Understanding the ocean is very important – the more you know about how waves, wind and tides affect conditions in the water, the better able you are to keep yourself safe, or even rescue others, from danger. Recognising danger signs and awareness of surf conditions is an essential part of lifesaving.
REMEMBER F-L-A-G-S AND STAY SAFE THIS SUMMER…
- F Find the flags and swim between them – the red and yellow flags mark the safest place to swim at the beach.
- L Look at the safety signs – they help you identify potential dangers and daily conditions at the beach.
- A Ask a surf lifesaver for some good advice – surf conditions can change quickly so talk to a surf lifesaver or lifeguard before entering the water.
- G Get a friend to swim with you – so you can look out for each other’s safety and get help if needed. Children should always be supervised by an adult.
- S Stick your hand up for help – if you get into trouble in the water, stay calm, raise your arm to signal for help. Float with a current or rip – don’t try and swim against it.
And remember – never:
- NEVER swim at unpatrolled beaches.
- NEVER ever swim at night.
- NEVER swim under the influence of alcohol.
- NEVER run and dive into the water.
- NEVER swim directly after a meal.
THE SURF ENVIRONMENT
A rip is a strong current running out to sea. Rips are the cause of most rescues performed at beaches. A rip usually occurs when a channel forms between the shore and a sandbar, and large waves have built up water which then returns to sea, causing a drag effect. The larger the surf, the stronger the rip. Rips are dangerous as they can carry a weak or tired swimmer out into deep water.
Identifying a Rip
The following features will alert you to the presence of a rip:
- Darker colour, indicating deeper water.
- Murky brown water caused by sand stirred up off the bottom.
- Smoother surface with much smaller waves, alongside white water (broken waves).
- Waves breaking further out to sea on both sides of the rip.
- Debris floating out to sea.
- A rippled look, when the water around is generally calm.
Escaping from a Rip
If you are caught in a rip:
- Don’t Panic – stay calm.
- If you are a strong swimmer, swim at a 45 degree angle across the rip and in the same direction as the current until you reach the breaking wave zone, then return to shore.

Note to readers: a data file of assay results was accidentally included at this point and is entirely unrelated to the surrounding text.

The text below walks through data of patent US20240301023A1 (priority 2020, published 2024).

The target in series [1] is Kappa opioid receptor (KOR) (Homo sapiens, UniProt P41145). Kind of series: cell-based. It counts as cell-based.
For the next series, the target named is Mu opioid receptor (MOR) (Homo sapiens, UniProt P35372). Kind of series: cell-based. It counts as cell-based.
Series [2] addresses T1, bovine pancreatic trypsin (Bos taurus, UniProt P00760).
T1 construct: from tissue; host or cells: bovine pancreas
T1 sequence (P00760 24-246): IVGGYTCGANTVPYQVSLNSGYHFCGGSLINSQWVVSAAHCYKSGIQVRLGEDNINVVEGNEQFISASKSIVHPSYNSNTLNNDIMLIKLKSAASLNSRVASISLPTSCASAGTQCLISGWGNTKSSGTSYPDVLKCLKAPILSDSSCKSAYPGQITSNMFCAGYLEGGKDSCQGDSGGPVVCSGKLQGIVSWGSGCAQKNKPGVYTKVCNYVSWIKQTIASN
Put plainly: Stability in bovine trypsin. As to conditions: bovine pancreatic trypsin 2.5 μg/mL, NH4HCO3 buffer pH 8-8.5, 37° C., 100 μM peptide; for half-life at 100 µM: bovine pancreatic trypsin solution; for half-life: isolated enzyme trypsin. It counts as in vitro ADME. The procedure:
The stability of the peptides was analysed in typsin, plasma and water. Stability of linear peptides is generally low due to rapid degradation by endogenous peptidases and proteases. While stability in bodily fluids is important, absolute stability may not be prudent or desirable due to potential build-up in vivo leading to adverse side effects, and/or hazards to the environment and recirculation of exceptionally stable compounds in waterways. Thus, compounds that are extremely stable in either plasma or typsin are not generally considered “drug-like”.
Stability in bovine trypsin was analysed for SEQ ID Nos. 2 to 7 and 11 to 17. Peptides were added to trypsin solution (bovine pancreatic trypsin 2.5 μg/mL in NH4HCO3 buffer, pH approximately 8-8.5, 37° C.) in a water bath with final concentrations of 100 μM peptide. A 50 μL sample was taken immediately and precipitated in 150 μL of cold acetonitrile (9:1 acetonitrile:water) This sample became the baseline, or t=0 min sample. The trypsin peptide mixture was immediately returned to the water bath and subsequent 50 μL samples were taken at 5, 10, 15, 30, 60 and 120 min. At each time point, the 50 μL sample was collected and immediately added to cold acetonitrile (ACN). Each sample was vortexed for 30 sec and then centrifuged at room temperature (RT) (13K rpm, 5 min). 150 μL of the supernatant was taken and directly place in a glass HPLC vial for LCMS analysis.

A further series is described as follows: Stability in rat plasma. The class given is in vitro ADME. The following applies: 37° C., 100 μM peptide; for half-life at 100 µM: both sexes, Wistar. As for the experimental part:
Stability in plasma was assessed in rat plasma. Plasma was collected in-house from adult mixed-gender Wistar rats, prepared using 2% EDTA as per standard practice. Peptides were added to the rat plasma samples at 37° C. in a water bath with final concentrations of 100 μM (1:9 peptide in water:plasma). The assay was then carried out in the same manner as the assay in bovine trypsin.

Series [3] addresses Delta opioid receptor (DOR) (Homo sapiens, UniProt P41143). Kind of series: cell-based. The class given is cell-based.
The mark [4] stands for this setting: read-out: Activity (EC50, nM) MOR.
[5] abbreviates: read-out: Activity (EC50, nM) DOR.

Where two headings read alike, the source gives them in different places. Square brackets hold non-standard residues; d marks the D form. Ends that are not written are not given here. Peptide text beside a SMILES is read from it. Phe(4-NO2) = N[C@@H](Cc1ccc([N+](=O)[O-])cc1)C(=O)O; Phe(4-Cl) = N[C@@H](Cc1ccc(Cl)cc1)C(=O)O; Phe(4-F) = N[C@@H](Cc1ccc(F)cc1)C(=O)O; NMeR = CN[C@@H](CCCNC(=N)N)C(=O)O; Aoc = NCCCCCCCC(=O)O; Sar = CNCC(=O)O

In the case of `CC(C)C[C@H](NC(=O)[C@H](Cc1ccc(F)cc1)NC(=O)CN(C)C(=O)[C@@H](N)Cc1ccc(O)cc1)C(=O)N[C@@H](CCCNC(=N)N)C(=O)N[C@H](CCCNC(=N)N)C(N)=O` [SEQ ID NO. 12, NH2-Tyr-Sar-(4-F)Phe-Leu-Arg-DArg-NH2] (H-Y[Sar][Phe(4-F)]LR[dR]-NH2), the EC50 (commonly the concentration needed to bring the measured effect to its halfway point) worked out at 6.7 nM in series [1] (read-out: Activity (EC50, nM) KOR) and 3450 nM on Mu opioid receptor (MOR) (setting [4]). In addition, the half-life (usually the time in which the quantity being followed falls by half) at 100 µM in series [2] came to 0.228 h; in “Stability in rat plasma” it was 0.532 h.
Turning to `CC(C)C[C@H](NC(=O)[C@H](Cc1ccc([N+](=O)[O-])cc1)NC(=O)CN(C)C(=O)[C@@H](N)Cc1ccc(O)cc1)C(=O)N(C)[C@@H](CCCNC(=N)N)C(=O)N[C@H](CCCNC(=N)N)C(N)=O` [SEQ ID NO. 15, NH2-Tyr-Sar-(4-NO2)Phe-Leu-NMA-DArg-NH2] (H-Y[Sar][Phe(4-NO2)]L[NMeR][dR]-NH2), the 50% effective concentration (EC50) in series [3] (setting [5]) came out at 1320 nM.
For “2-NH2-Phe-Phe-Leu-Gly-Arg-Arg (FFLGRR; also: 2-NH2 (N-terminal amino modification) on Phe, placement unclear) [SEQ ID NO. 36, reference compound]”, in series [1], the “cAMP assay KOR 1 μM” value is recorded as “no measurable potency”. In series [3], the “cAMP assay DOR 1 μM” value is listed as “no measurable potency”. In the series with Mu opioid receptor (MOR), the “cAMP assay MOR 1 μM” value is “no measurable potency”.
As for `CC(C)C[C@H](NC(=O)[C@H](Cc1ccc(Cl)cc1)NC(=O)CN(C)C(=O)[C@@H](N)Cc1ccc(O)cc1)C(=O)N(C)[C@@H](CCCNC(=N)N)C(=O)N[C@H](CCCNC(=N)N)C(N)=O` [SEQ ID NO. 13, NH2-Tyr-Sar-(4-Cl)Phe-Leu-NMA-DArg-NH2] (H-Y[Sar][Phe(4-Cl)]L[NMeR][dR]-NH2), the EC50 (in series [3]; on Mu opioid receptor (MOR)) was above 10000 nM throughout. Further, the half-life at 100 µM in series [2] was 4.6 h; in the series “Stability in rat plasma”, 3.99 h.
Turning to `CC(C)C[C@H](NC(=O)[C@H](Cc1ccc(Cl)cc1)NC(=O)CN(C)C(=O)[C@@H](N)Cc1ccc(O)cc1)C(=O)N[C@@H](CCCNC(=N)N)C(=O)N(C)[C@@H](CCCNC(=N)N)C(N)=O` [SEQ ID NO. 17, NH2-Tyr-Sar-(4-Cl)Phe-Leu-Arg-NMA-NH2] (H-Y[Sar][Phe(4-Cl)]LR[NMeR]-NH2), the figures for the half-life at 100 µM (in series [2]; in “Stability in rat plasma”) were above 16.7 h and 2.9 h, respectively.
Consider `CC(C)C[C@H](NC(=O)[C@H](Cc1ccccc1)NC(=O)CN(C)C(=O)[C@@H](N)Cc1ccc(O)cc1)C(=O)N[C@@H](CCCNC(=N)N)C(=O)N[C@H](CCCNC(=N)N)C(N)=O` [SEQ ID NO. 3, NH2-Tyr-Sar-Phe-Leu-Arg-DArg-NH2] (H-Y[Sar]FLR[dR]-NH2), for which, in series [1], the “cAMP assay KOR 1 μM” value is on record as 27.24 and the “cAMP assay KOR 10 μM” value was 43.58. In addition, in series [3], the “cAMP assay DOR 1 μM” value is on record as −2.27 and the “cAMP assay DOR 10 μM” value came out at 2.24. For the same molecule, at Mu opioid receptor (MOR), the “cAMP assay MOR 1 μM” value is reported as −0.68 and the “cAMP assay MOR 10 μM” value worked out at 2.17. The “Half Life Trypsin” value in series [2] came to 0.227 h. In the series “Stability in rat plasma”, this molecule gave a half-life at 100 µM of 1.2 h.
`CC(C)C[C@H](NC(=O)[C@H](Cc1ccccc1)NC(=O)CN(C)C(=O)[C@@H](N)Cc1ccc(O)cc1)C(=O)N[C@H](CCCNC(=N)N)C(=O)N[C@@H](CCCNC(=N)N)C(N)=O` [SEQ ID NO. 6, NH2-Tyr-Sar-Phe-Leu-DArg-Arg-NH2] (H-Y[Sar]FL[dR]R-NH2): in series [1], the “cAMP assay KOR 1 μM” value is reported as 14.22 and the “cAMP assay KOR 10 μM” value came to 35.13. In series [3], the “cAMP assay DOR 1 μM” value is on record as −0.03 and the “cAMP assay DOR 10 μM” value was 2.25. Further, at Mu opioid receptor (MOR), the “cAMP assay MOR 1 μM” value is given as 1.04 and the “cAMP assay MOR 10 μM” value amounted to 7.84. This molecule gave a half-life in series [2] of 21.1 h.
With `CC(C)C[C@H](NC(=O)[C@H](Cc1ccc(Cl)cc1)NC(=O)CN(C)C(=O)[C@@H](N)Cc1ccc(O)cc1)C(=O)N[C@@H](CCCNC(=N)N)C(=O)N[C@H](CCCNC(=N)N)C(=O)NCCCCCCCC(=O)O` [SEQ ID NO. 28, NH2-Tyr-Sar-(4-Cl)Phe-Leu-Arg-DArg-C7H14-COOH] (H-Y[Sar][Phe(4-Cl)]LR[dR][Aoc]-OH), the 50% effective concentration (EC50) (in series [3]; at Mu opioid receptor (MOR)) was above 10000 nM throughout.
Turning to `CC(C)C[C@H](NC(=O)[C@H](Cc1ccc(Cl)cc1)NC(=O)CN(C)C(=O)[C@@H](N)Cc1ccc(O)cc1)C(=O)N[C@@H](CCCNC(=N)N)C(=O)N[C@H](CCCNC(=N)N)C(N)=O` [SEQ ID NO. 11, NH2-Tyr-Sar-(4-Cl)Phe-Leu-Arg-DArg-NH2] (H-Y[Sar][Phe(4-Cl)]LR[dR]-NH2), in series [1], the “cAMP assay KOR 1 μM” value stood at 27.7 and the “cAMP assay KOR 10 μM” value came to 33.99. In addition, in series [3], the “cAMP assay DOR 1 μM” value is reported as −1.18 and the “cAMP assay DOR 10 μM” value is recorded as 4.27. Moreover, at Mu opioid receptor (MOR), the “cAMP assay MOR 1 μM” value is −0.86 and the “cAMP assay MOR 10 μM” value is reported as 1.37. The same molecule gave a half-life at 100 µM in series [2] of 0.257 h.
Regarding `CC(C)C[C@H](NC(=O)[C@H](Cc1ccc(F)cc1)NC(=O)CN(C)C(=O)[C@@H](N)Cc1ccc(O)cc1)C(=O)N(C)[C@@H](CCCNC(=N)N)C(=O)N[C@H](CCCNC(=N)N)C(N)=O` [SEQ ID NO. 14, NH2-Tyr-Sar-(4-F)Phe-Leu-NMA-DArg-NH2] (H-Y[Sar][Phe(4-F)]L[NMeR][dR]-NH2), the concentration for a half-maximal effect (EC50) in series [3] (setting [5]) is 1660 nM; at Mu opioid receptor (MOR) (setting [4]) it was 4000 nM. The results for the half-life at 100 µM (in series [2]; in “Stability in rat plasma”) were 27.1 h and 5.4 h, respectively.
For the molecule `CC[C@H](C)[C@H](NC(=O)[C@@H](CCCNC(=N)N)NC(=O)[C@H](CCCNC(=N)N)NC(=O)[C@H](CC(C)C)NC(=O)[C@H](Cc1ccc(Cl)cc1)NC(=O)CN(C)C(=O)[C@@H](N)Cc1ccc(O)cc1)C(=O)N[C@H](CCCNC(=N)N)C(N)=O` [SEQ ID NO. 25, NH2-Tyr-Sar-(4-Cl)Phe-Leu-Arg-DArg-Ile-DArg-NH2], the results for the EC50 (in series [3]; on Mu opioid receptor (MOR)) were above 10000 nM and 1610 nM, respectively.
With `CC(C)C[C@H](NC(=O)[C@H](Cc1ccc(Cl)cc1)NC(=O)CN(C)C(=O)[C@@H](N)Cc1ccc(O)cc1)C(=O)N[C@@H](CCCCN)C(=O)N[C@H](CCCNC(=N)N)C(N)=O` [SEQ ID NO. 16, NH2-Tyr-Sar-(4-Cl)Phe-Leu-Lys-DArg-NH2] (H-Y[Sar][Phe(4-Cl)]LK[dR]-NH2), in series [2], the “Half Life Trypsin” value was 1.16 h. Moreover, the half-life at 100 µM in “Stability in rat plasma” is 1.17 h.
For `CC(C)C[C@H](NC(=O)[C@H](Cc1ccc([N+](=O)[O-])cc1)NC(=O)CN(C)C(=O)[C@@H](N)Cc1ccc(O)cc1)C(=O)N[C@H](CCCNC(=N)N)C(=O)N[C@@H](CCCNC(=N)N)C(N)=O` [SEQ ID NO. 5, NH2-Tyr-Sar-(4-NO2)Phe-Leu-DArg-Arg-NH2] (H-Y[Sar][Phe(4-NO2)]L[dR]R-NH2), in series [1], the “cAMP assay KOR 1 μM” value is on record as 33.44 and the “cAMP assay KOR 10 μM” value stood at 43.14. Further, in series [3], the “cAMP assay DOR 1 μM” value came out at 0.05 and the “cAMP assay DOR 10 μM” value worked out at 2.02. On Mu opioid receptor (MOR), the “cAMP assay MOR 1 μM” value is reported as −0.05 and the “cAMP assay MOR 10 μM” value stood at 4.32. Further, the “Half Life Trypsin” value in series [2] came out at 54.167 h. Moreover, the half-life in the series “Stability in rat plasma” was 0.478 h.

- If you are a weak or tired swimmer, float with the current, don’t fight it. Swim parallel to the shore for about 30 – 40m until you reach the breaking wave zone, then swim back to shore or signal for help.
- Remember to stay calm and conserve your energy.
Negotiating the surf
Before entering the surf, always make note of a landmark such as a building or headland that can be seen from the water and used as a guide for maintaining a fixed position. Also check the depth of any gutter and the height of any sandbank before diving under waves – this will help prevent spinal injury.
When going out through the surf, negotiate the shallows by a high hurdle type of stride until the breakers reach your waist or until your progress is slowed.
Waves of any size and force should not be fought against and should be negotiated by diving underneath, giving you time to reach the bottom and lie as flat as possible on the sand while the wave passes over.
Your hands can be dug into the sand in front at arm’s length for stability and as a pull forward when ready to surface.
If the water is deep enough, bring your knees up under your body so you can get a good push off the bottom, like an uncoiling spring. This gives added force to your next dive. Repeat this process until in chest-deep water, then start swimming.
If a broken wave approaches when the water is not too deep, dive down and run or crawl along the bottom. In deep water, do not use extra energy trying to reach the bottom; instead duckdive to just below the turbulence. Wait for the wash to pass and then push or kick to the surface (off the bottom, if possible).
Stick to your predetermined path on the swim out.
Check your position by occasionally raising your head for a quick look when swimming on top of a swell.
Body surfing is riding waves without any equipment. You need skill to know how to catch the wave at the right time, using its energy for propulsion.
The skills required to become a good body surfer come from just one thing: Practice.
Spilling waves are best for body surfing, but if you can catch a plunging wave you can avoid injury by somersaulting out before it breaks.
- As the wave is almost upon you, push off the bottom or start swimming toward shore until you feel the wave begin to lift and carry you.
- As the wave breaks, take a breath, put your head down and kick hard until your body breaks through. Your feet should be together, your back arched slightly and your arms extended in front of you. As the wave becomes steeper, tilt forward and surf along the wave’s face.
- You will probably have to paddle a bit to hold your position on the wave. Try to keep your body straight.
- As you approach the beach, pull out of the wave by turning your body away from the wave’s breaking force, or jackknife dive and let the wave pass over your body.